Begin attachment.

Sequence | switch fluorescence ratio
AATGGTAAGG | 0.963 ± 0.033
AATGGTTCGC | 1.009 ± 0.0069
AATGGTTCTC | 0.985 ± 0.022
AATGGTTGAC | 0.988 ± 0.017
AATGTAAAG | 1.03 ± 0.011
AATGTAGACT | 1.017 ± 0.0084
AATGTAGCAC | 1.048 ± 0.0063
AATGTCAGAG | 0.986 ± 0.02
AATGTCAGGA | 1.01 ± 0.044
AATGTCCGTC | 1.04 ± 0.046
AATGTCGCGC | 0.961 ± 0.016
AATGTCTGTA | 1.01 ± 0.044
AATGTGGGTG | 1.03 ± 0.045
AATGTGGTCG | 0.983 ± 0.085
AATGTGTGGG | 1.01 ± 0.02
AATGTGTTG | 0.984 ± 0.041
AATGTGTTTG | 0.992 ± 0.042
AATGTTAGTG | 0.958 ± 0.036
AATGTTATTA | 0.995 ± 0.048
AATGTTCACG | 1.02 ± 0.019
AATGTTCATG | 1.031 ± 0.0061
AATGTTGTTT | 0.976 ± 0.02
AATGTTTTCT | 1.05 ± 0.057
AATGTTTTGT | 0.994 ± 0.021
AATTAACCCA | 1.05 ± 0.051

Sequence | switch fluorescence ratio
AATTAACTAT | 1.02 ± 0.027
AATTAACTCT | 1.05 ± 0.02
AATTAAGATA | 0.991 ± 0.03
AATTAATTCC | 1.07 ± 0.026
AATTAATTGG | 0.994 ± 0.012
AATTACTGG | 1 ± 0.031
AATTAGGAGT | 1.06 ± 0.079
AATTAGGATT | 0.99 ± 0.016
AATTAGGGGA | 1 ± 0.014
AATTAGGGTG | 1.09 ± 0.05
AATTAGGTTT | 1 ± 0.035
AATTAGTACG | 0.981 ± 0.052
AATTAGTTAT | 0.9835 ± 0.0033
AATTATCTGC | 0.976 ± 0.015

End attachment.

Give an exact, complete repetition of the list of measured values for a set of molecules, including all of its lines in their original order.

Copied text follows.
Sequence | switch fluorescence ratio
AATGGTAAGG | 0.963 ± 0.033
AATGGTTCGC | 1.009 ± 0.0069
AATGGTTCTC | 0.985 ± 0.022
AATGGTTGAC | 0.988 ± 0.017
AATGTAAAG | 1.03 ± 0.011
AATGTAGACT | 1.017 ± 0.0084
AATGTAGCAC | 1.048 ± 0.0063
AATGTCAGAG | 0.986 ± 0.02
AATGTCAGGA | 1.01 ± 0.044
AATGTCCGTC | 1.04 ± 0.046
AATGTCGCGC | 0.961 ± 0.016
AATGTCTGTA | 1.01 ± 0.044
AATGTGGGTG | 1.03 ± 0.045
AATGTGGTCG | 0.983 ± 0.085
AATGTGTGGG | 1.01 ± 0.02
AATGTGTTG | 0.984 ± 0.041
AATGTGTTTG | 0.992 ± 0.042
AATGTTAGTG | 0.958 ± 0.036
AATGTTATTA | 0.995 ± 0.048
AATGTTCACG | 1.02 ± 0.019
AATGTTCATG | 1.031 ± 0.0061
AATGTTGTTT | 0.976 ± 0.02
AATGTTTTCT | 1.05 ± 0.057
AATGTTTTGT | 0.994 ± 0.021
AATTAACCCA | 1.05 ± 0.051

Sequence | switch fluorescence ratio
AATTAACTAT | 1.02 ± 0.027
AATTAACTCT | 1.05 ± 0.02
AATTAAGATA | 0.991 ± 0.03
AATTAATTCC | 1.07 ± 0.026
AATTAATTGG | 0.994 ± 0.012
AATTACTGG | 1 ± 0.031
AATTAGGAGT | 1.06 ± 0.079
AATTAGGATT | 0.99 ± 0.016
AATTAGGGGA | 1 ± 0.014
AATTAGGGTG | 1.09 ± 0.05
AATTAGGTTT | 1 ± 0.035
AATTAGTACG | 0.981 ± 0.052
AATTAGTTAT | 0.9835 ± 0.0033
AATTATCTGC | 0.976 ± 0.015